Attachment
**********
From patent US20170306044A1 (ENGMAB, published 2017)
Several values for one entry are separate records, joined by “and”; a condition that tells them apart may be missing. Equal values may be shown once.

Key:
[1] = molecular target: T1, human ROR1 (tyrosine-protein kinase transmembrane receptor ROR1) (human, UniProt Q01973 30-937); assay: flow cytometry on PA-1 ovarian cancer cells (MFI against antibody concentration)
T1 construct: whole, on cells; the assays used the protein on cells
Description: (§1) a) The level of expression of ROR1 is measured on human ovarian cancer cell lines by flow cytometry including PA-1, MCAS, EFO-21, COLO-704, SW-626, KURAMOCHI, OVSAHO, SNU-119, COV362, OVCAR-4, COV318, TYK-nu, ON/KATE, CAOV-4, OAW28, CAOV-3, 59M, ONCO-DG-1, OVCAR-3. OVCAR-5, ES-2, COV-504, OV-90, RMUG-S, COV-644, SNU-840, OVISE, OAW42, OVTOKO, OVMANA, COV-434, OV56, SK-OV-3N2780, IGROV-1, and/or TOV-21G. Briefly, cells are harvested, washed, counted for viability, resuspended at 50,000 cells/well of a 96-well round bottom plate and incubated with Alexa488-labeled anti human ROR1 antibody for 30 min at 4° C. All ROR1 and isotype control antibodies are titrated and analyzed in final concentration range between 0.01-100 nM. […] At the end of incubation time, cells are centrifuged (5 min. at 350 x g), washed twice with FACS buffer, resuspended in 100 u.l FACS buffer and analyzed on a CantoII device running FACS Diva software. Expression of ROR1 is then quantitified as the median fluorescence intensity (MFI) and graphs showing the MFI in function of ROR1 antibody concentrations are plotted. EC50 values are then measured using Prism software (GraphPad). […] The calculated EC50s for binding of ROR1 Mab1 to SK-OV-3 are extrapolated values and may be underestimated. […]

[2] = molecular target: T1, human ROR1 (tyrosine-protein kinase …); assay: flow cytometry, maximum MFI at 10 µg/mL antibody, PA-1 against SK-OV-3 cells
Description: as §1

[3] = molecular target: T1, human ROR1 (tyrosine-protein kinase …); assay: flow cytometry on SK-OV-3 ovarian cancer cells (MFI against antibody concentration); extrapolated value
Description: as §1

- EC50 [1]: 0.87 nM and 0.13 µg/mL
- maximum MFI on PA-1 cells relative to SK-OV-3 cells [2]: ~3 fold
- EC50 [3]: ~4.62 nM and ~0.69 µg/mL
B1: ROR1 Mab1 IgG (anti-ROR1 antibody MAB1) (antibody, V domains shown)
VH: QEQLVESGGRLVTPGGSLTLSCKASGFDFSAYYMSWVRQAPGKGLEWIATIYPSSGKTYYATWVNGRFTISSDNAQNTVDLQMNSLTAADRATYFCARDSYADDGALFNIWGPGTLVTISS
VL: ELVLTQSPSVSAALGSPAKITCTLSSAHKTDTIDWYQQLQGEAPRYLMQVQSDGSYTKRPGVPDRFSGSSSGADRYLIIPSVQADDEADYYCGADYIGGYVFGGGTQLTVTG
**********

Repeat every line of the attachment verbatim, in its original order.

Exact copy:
From patent US20170306044A1 (ENGMAB, published 2017)
Several values for one entry are separate records, joined by “and”; a condition that tells them apart may be missing. Equal values may be shown once.

Key:
[1] = molecular target: T1, human ROR1 (tyrosine-protein kinase transmembrane receptor ROR1) (human, UniProt Q01973 30-937); assay: flow cytometry on PA-1 ovarian cancer cells (MFI against antibody concentration)
T1 construct: whole, on cells; the assays used the protein on cells
Description: (§1) a) The level of expression of ROR1 is measured on human ovarian cancer cell lines by flow cytometry including PA-1, MCAS, EFO-21, COLO-704, SW-626, KURAMOCHI, OVSAHO, SNU-119, COV362, OVCAR-4, COV318, TYK-nu, ON/KATE, CAOV-4, OAW28, CAOV-3, 59M, ONCO-DG-1, OVCAR-3. OVCAR-5, ES-2, COV-504, OV-90, RMUG-S, COV-644, SNU-840, OVISE, OAW42, OVTOKO, OVMANA, COV-434, OV56, SK-OV-3N2780, IGROV-1, and/or TOV-21G. Briefly, cells are harvested, washed, counted for viability, resuspended at 50,000 cells/well of a 96-well round bottom plate and incubated with Alexa488-labeled anti human ROR1 antibody for 30 min at 4° C. All ROR1 and isotype control antibodies are titrated and analyzed in final concentration range between 0.01-100 nM. […] At the end of incubation time, cells are centrifuged (5 min. at 350 x g), washed twice with FACS buffer, resuspended in 100 u.l FACS buffer and analyzed on a CantoII device running FACS Diva software. Expression of ROR1 is then quantitified as the median fluorescence intensity (MFI) and graphs showing the MFI in function of ROR1 antibody concentrations are plotted. EC50 values are then measured using Prism software (GraphPad). […] The calculated EC50s for binding of ROR1 Mab1 to SK-OV-3 are extrapolated values and may be underestimated. […]

[2] = molecular target: T1, human ROR1 (tyrosine-protein kinase …); assay: flow cytometry, maximum MFI at 10 µg/mL antibody, PA-1 against SK-OV-3 cells
Description: as §1

[3] = molecular target: T1, human ROR1 (tyrosine-protein kinase …); assay: flow cytometry on SK-OV-3 ovarian cancer cells (MFI against antibody concentration); extrapolated value
Description: as §1

- EC50 [1]: 0.87 nM and 0.13 µg/mL
- maximum MFI on PA-1 cells relative to SK-OV-3 cells [2]: ~3 fold
- EC50 [3]: ~4.62 nM and ~0.69 µg/mL
B1: ROR1 Mab1 IgG (anti-ROR1 antibody MAB1) (antibody, V domains shown)
VH: QEQLVESGGRLVTPGGSLTLSCKASGFDFSAYYMSWVRQAPGKGLEWIATIYPSSGKTYYATWVNGRFTISSDNAQNTVDLQMNSLTAADRATYFCARDSYADDGALFNIWGPGTLVTISS
VL: ELVLTQSPSVSAALGSPAKITCTLSSAHKTDTIDWYQQLQGEAPRYLMQVQSDGSYTKRPGVPDRFSGSSSGADRYLIIPSVQADDEADYYCGADYIGGYVFGGGTQLTVTG